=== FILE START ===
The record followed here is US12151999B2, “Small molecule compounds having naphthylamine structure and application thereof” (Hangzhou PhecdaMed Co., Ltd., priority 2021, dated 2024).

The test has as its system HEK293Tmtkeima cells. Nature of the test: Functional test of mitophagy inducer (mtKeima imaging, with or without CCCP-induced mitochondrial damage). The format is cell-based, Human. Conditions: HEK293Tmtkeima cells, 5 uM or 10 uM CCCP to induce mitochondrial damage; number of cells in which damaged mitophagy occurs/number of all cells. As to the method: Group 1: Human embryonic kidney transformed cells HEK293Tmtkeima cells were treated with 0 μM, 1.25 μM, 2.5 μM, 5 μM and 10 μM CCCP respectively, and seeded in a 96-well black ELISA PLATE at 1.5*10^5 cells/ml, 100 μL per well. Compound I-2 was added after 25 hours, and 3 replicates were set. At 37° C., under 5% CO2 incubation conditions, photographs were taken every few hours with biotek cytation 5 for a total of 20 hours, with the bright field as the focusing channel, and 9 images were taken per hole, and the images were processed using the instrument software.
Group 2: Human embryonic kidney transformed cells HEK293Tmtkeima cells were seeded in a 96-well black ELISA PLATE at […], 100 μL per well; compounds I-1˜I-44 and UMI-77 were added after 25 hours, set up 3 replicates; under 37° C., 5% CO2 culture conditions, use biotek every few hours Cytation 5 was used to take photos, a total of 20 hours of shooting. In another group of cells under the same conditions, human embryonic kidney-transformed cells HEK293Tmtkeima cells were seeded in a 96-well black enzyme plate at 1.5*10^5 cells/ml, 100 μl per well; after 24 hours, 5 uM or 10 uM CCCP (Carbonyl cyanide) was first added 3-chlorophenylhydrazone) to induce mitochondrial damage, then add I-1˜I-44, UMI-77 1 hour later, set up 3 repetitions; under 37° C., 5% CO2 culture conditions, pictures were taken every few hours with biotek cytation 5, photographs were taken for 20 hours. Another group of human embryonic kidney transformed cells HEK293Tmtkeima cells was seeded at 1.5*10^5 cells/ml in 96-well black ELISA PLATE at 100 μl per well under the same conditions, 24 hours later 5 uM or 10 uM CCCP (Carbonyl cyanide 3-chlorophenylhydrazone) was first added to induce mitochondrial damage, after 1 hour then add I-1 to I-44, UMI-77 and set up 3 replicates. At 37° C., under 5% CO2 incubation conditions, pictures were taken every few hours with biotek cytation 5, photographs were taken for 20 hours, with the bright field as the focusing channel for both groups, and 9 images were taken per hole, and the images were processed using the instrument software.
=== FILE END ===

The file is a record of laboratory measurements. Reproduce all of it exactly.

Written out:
The record followed here is US12151999B2, “Small molecule compounds having naphthylamine structure and application thereof” (Hangzhou PhecdaMed Co., Ltd., priority 2021, dated 2024).

The test has as its system HEK293Tmtkeima cells. Nature of the test: Functional test of mitophagy inducer (mtKeima imaging, with or without CCCP-induced mitochondrial damage). The format is cell-based, Human. Conditions: HEK293Tmtkeima cells, 5 uM or 10 uM CCCP to induce mitochondrial damage; number of cells in which damaged mitophagy occurs/number of all cells. As to the method: Group 1: Human embryonic kidney transformed cells HEK293Tmtkeima cells were treated with 0 μM, 1.25 μM, 2.5 μM, 5 μM and 10 μM CCCP respectively, and seeded in a 96-well black ELISA PLATE at 1.5*10^5 cells/ml, 100 μL per well. Compound I-2 was added after 25 hours, and 3 replicates were set. At 37° C., under 5% CO2 incubation conditions, photographs were taken every few hours with biotek cytation 5 for a total of 20 hours, with the bright field as the focusing channel, and 9 images were taken per hole, and the images were processed using the instrument software.
Group 2: Human embryonic kidney transformed cells HEK293Tmtkeima cells were seeded in a 96-well black ELISA PLATE at […], 100 μL per well; compounds I-1˜I-44 and UMI-77 were added after 25 hours, set up 3 replicates; under 37° C., 5% CO2 culture conditions, use biotek every few hours Cytation 5 was used to take photos, a total of 20 hours of shooting. In another group of cells under the same conditions, human embryonic kidney-transformed cells HEK293Tmtkeima cells were seeded in a 96-well black enzyme plate at 1.5*10^5 cells/ml, 100 μl per well; after 24 hours, 5 uM or 10 uM CCCP (Carbonyl cyanide) was first added 3-chlorophenylhydrazone) to induce mitochondrial damage, then add I-1˜I-44, UMI-77 1 hour later, set up 3 repetitions; under 37° C., 5% CO2 culture conditions, pictures were taken every few hours with biotek cytation 5, photographs were taken for 20 hours. Another group of human embryonic kidney transformed cells HEK293Tmtkeima cells was seeded at 1.5*10^5 cells/ml in 96-well black ELISA PLATE at 100 μl per well under the same conditions, 24 hours later 5 uM or 10 uM CCCP (Carbonyl cyanide 3-chlorophenylhydrazone) was first added to induce mitochondrial damage, after 1 hour then add I-1 to I-44, UMI-77 and set up 3 replicates. At 37° C., under 5% CO2 incubation conditions, pictures were taken every few hours with biotek cytation 5, photographs were taken for 20 hours, with the bright field as the focusing channel for both groups, and 9 images were taken per hole, and the images were processed using the instrument software.